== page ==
In the context of digital transformations, the ability to deal with data in a planned manner and to consciously use and question this data in the respective context is becoming increasingly important and represents a central competence in all sectors and disciplines. On the one hand, data scientists, there is demand for data scientists who are capable of handling large amounts of heterogeneous data, in particular, and who have mastered the technology surrounding the Big Data lifecycle in order to make quick decisions based on data and information derived from such data. On the other hand, all sectors and disciplines have a need for people who are capable of collecting, managing, evaluating, and using data in a critical way. These skills are summarized under the term Data Literacy.
On behalf of the working group Curriculum 4.0 of the Hochschulforum Digitalisierung (German Forum for Higher Education in the Digital Age, HFD), Fraunhofer IESE and the German Informatics Society (Gesellschaft für Informatik, GI) have performed a study to compile implementable knowledge for universities and subjects for curriculum development with regard to data literacy. The focus was on European and international Best Practices examples that have developed programs for the needs-oriented, interdisciplinary teaching of knowledge about data-supported work and decision-making.
In the context of this research, 89 potential Best Practice examples were studied and classified. 15 case studies of particular interest were selected and analyzed in detail. Semi-structured interviews were conducted in six case studies and an online survey was designed with 69 participants. In the context of an international workshop in Berlin, recommendations for action were then developed with 19 selected experts. In this article, we want to discuss selected results regarding the key questions of the study.
Key question 1: What is meant by Data Literacy and what are the relevant focal points?
“Data Literacy” is defined as the ability to collect, manage, evaluate, and use data in a critical manner. Both in the expert interviews and in the survey, a majority of the people agreed with this definition either completely or partly. However, there is great overlap with the term “Information Literacy” as well as with related terms such as “Data Information Literacy”, “Science Data Literacy”, “Digital Literacy”, or “Statistical Literacy”.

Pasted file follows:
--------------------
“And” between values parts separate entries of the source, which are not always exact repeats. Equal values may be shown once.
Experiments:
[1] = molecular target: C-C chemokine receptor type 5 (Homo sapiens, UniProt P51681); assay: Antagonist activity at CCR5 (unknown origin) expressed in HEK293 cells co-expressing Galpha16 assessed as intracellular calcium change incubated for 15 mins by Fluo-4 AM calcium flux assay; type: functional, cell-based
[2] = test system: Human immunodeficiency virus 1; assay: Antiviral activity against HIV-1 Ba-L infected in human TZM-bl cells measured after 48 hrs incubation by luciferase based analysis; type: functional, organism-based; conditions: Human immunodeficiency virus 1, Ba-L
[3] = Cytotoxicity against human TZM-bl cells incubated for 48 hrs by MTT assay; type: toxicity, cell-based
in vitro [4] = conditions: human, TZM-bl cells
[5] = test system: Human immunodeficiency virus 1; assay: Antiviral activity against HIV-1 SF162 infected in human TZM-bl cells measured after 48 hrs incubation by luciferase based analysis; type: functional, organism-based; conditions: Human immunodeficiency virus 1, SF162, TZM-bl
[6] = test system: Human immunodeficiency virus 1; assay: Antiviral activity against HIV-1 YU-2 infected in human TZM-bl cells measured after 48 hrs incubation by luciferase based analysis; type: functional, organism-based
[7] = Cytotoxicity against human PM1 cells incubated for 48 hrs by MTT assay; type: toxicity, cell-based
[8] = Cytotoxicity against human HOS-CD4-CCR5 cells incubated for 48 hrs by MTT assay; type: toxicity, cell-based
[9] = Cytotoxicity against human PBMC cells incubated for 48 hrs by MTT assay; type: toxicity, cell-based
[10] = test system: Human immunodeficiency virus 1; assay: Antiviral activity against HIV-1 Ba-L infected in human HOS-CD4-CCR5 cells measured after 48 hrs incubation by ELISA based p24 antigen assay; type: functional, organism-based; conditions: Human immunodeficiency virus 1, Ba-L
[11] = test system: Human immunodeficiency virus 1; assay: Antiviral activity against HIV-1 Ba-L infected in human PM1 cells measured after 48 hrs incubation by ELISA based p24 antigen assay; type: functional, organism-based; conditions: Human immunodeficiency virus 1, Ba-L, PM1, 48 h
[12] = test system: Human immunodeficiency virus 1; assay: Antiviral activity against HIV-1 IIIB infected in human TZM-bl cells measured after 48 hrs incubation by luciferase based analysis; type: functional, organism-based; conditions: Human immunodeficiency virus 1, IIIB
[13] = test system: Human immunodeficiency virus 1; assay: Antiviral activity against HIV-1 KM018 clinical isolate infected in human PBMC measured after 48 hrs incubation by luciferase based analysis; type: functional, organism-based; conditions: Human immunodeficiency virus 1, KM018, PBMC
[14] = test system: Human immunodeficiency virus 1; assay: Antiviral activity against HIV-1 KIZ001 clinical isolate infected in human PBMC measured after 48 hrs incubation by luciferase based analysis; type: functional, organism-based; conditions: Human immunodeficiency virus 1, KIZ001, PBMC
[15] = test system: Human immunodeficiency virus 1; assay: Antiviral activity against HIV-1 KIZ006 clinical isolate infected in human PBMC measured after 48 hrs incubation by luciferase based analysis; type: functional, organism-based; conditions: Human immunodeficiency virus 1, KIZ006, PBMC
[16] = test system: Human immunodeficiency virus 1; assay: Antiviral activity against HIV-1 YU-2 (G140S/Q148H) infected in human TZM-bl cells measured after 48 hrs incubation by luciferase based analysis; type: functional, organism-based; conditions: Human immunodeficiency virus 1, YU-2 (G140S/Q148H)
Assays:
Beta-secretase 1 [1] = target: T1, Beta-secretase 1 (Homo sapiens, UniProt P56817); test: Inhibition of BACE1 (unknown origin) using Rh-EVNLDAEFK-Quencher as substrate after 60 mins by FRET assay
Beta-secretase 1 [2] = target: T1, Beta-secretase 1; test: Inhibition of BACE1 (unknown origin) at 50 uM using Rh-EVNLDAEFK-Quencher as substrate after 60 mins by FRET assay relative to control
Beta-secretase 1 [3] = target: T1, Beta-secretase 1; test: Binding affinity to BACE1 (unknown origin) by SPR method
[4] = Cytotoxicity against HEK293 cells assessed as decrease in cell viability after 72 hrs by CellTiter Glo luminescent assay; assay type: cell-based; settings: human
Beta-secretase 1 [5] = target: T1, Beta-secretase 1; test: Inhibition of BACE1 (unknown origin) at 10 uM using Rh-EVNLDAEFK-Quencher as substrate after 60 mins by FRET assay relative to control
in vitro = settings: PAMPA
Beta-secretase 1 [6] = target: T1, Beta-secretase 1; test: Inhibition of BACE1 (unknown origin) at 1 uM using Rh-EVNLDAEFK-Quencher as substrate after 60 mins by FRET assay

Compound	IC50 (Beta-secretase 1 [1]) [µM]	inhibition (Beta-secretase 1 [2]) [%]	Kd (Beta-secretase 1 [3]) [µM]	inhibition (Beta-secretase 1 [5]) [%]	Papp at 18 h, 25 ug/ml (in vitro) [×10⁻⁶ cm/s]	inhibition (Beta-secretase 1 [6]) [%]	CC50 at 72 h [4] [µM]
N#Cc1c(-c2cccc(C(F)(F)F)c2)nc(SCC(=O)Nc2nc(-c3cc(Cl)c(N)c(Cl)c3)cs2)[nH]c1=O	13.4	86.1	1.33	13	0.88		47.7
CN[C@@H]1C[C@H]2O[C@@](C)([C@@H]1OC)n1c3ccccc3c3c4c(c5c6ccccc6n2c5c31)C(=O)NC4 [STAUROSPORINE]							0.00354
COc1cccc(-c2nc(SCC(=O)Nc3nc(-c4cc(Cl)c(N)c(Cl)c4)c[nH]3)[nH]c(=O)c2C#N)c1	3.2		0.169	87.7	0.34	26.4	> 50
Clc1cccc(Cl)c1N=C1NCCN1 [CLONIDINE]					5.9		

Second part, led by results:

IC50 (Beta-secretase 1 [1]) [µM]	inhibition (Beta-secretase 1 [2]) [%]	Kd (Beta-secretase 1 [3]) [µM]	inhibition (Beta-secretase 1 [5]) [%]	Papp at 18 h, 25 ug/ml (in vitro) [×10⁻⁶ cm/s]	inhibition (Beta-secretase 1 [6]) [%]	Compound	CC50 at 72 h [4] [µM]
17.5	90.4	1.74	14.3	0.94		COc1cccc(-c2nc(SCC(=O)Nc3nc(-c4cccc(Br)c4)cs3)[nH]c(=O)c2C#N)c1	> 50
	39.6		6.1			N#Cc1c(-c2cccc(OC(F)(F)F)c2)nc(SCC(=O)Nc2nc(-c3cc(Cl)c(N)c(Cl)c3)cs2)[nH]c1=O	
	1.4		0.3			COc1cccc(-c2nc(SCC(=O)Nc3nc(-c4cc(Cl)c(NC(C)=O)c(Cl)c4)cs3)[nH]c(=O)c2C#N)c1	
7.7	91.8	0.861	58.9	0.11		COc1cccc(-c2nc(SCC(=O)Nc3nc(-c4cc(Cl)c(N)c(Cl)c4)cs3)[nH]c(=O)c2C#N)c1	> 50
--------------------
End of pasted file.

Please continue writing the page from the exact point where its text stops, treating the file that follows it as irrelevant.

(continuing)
Across the literature it can be seen that data literacy competencies should be taught as early as possible. Awareness for their importance must be conveyed to both students and organizations. Any offer must also be adapted to different educational levels and, for every discipline, to its specific context, terminology, and issue-specific workflow. The interviews revealed that different integration models are conceivable, from stronger inclusion of online offers via the provision of a central entry course with expansion modules to fully integrated solutions. The structure of the programs is often modular and state-of-the-art teaching methods (such as hands-on learning and project-based learning) are used. In all case examples, there existed collaborations with other departments or institutions. The motivation for educators to participate in joint programs was mainly personal interest and expansion of their own skills.
Key question 3: What is an interdisciplinary set of basic competencies and what are special competencies?
According to Ridsdale et al. (“Strategies and Best Practices for Data Literacy Education: Knowledge Synthesis Report”, report, 2015), the following basic/conceptual competencies, core competencies, and advanced competencies are distinguished.
|(1) Conceptual Framework|
|Introduction to Data||X|
|(2) Data Collection|
|Data Exploitation and Collection||X|
|Evaluation and Quality Assurance of Data Sources||X|
|(3) Data Management|
|Metadata Generation and Use||X|
|Data Healing, Security, and Reuse||X|
|(4) Data Evaluation|
|Basic Data Analysis||X|
|Use of Data to Identify Problems||X|
|(5) Data Application|
|Evaluation of Decisions based on Data||X|
What is regarded as basic and what as advanced competence is also related to which educational purpose of data literacy is emphasized most: the teaching of basic competencies to responsible educated citizens or the teaching of competencies that are important for specific disciplines and application purposes.
Key question 4: What are the requirements of society, the labor market, and the scientific community on graduates?
Following the survey and the interviews, it can be seen that, in summary, skills regarding the ethically correct handling of data are particularly important for society; that the labor market focuses on individual, more technical skills; and that a broad competence profile is more in demand in the scientific community.
Key question 5: What are action recommendations for curricular implementation?
Based on the literature sources and the interviews we performed, a series of challenges and measures could be identified, which were then condensed in the context of our expert workshop into recommendations for actions in three areas:
|Structures and Collaboration||Competencies and Integration||Competence Transfer|